This opinion will be unpublished and
may not be cited except as provided by
Minn. Stat. § 480A.08, subd. 3 (1998).
IN COURT OF APPEALS
the Welfare of: S.A.S.
St. Louis County District Court
File No. J999651956
John M. Stuart, State Public Defender, Charlann E. Winking, Assistant State Public Defender, Suite 600, 2829 University Avenue Southeast, Minneapolis, MN 55414 (for appellant)
Alan L. Mitchell, St. Louis County Attorney, St. Louis County Courthouse, Suite 501, 100 North Fifth Avenue West, Duluth, MN 55802-1298; and
Leslie E. Beiers, Assistant St. Louis County Attorney, 403 Government Services Center, 320 West Second Street, Duluth, MN 55802; and
Mike Hatch, Attorney General, Suite 500, 525 Park Street, St. Paul, MN 55103 (for respondent)
Considered and decided by Toussaint, Presiding Chief Judge, Amundson, Judge, and Stoneburner, Judge.
Appellant S.A.S. was adjudicated delinquent without trial based on facts stipulated to by his counsel and the prosecutor. Because there is no record that S.A.S. knowingly, intelligently and voluntarily waived his right to trial, we reverse.
S.A.S. was charged by petition with aiding and abetting theft of a motor vehicle and tampering, for incidents involving two separate motor vehicles. He moved to suppress two statements taken by a police officer. At the initial omnibus hearing, the district court issued an order suppressing the first statement but admitting the second.
The omnibus hearing was continued to allow counsel for S.A.S. to reopen the issue of the admissibility of the second statement. At the continued omnibus hearing, counsel for S.A.S. and the prosecutor agreed that if the second statement was ultimately admitted, the case could be submitted to the court on the police report and attachments. Counsel for S.A.S. asked the district court to adjudicate the matter pursuant to State v. Lothenbach, 296 N.W.2d 854 (Minn. 1980). Counsel for S.A.S stated: “And we expect the Court, obviously, if it takes it pursuant to Lothenbach, to return a legal finding of guilt.” The district court found the second statement admissible and adjudicated S.A.S. delinquent based on the stipulated facts.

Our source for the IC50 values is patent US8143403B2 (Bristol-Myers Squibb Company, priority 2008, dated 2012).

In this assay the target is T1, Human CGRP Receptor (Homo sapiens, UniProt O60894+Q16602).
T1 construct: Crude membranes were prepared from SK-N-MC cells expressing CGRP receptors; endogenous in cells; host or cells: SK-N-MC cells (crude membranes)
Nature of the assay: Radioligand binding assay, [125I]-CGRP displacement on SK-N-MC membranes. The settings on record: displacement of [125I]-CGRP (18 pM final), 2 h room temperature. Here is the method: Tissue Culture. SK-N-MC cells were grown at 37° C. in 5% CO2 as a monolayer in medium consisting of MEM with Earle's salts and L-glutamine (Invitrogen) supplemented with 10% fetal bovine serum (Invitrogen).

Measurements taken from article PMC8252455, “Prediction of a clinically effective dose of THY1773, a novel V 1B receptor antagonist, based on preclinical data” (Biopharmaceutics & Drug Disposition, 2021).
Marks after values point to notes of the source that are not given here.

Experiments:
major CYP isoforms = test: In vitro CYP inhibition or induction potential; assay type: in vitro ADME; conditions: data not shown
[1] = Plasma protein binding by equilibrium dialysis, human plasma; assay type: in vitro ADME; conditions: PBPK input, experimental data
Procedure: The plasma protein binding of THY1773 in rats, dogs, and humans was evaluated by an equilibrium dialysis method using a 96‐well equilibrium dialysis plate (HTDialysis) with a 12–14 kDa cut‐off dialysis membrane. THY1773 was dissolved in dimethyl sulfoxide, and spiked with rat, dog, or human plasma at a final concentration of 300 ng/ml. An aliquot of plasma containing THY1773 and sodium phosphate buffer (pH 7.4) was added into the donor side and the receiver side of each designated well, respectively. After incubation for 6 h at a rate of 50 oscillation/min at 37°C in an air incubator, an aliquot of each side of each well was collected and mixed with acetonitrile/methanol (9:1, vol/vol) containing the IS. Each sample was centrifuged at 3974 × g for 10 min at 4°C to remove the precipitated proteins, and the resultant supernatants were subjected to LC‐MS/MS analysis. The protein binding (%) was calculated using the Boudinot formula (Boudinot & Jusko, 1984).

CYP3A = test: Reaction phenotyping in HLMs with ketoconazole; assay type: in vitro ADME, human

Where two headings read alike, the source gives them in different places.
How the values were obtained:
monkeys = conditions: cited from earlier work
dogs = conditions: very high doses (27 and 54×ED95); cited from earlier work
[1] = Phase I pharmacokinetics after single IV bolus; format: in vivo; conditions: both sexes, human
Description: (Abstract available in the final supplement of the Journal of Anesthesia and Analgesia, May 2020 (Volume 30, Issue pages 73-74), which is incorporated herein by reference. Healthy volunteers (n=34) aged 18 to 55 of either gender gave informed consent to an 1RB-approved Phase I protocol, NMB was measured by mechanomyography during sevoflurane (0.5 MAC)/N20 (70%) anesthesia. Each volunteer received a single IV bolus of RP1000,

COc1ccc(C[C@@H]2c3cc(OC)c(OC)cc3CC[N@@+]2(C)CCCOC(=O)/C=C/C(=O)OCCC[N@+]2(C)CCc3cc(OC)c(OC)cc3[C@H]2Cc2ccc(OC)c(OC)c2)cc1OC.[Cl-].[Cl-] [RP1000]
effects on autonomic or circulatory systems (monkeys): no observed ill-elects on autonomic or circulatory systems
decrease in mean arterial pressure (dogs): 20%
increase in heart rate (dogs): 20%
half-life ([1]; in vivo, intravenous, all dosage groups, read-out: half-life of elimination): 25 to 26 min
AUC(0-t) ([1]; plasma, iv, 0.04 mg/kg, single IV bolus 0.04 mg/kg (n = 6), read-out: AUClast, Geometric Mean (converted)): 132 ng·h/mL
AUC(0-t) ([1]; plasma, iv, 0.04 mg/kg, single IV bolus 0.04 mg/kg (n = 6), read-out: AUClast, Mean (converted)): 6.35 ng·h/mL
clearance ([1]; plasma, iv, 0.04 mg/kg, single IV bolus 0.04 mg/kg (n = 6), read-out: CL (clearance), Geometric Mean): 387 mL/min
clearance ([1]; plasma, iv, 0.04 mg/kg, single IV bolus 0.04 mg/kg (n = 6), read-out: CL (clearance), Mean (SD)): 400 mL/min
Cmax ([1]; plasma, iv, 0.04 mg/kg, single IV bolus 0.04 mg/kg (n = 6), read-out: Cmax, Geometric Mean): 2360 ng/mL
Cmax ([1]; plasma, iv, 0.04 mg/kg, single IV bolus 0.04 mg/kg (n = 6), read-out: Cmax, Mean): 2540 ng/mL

The Lothenbach court set forth “a procedure that preserves a defendant’s right of appeal and avoids an otherwise unnecessary jury trial.” State v. Verschelde, 595 N.W.2d 192, 195 (Minn. 1999). S.A.S. does not appeal the issue of the admissibility of his statements. He appeals on the ground that he did not knowingly, intelligently and voluntarily waive his constitutional right to trial because the district court did not make any inquiry of S.A.S. before accepting the case on stipulated facts. We agree.
Minn. R. Crim. P. 26.01, subd. 3, which adopts Lothenbach into the Minnesota Rules of Criminal Procedure, mandates that before proceeding on the stipulated facts, the defendant must:
acknowledge and waive the rights to testify at trial, to have the prosecution witnesses testify in open court in the defendant’s presence, to question those prosecution witnesses, and to require any favorable witnesses to testify for the defense in court. The agreement and the waiver shall be in writing or orally on the record.
Minn. R. Crim. P. 26.01, subd. 3. Here, the record contains no evidence of S.A.S.’s personal written or oral waiver of his trial rights. “The waiver requirement of Rule 26.01 mandates only a relatively painless and simple procedure to protect a basic right.” State v. Neuman, 392 N.W.2d 706, 709 (Minn. App. 1986) (encouraging strict construction of the rule). When the district court violates this rule, reversal is required. Id.
The Minnesota Rules of Juvenile Procedure do not specifically provide for trial on stipulated facts. Nevertheless, the juvenile rules require that for a valid waiver of the right to trial, pursuant to a plea of guilty, the district court must determine, based on the child’s statements on the record or in a written document, that the child understands all of the rights associated with trial and voluntarily waives those rights. Minn. R. Juv. P. 8.04, subd. 1. Counsel for S.A.S. stated on the record that a finding of guilt was the expected consequence of trial on stipulated facts in this case. The district court erred by failing to make a record that S.A.S. understood all of the rights associated with trial and that he voluntarily waived those rights.